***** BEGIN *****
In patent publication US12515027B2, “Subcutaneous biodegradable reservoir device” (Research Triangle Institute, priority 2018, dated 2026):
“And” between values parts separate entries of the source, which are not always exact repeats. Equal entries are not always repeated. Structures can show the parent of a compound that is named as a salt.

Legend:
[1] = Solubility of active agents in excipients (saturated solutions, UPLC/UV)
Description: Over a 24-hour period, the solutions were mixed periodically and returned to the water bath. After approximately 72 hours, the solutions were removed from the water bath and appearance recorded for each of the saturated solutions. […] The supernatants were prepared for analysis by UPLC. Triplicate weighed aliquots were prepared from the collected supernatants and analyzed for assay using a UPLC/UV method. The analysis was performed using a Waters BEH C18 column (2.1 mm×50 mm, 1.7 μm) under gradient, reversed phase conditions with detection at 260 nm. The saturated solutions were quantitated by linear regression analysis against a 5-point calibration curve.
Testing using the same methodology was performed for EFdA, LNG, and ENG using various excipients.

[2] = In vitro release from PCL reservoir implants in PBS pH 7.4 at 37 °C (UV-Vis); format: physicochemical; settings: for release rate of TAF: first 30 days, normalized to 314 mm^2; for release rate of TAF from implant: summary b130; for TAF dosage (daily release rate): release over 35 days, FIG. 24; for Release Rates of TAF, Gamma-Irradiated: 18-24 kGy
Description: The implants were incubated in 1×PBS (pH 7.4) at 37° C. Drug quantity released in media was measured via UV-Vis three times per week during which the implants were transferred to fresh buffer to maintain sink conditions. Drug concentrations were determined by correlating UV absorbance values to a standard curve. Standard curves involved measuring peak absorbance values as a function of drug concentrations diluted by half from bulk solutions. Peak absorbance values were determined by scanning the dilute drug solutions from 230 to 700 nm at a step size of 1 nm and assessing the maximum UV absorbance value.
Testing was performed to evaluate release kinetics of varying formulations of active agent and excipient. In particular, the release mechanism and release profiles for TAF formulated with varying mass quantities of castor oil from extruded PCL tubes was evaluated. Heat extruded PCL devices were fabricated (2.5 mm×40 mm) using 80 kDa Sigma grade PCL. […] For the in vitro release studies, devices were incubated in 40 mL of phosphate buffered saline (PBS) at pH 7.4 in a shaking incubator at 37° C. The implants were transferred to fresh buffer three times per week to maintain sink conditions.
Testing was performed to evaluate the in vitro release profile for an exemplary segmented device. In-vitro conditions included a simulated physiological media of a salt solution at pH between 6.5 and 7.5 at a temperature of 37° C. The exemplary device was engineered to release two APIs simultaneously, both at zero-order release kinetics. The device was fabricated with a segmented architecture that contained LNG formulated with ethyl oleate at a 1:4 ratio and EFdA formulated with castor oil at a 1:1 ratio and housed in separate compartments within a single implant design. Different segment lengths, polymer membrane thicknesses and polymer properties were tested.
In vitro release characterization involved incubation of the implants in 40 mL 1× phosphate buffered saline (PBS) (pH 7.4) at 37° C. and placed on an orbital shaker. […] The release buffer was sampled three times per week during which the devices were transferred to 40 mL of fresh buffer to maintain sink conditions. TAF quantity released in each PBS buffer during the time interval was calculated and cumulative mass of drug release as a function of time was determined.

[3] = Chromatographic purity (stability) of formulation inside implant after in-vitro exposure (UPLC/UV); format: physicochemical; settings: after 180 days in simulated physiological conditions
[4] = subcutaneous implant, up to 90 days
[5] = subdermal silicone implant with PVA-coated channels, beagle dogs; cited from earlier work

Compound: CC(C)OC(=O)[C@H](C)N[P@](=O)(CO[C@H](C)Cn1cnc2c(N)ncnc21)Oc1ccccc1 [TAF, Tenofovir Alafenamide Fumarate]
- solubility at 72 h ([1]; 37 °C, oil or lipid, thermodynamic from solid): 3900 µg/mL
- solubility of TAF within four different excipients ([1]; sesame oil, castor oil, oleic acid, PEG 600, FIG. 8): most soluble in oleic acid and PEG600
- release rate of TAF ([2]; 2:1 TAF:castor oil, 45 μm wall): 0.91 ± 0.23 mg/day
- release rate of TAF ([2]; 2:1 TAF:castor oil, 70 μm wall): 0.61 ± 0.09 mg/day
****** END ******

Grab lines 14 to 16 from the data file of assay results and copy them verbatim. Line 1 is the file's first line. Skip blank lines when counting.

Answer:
[5] = subdermal silicone implant with PVA-coated channels, beagle dogs; cited from earlier work

Compound: CC(C)OC(=O)[C@H](C)N[P@](=O)(CO[C@H](C)Cn1cnc2c(N)ncnc21)Oc1ccccc1 [TAF, Tenofovir Alafenamide Fumarate]
- solubility at 72 h ([1]; 37 °C, oil or lipid, thermodynamic from solid): 3900 µg/mL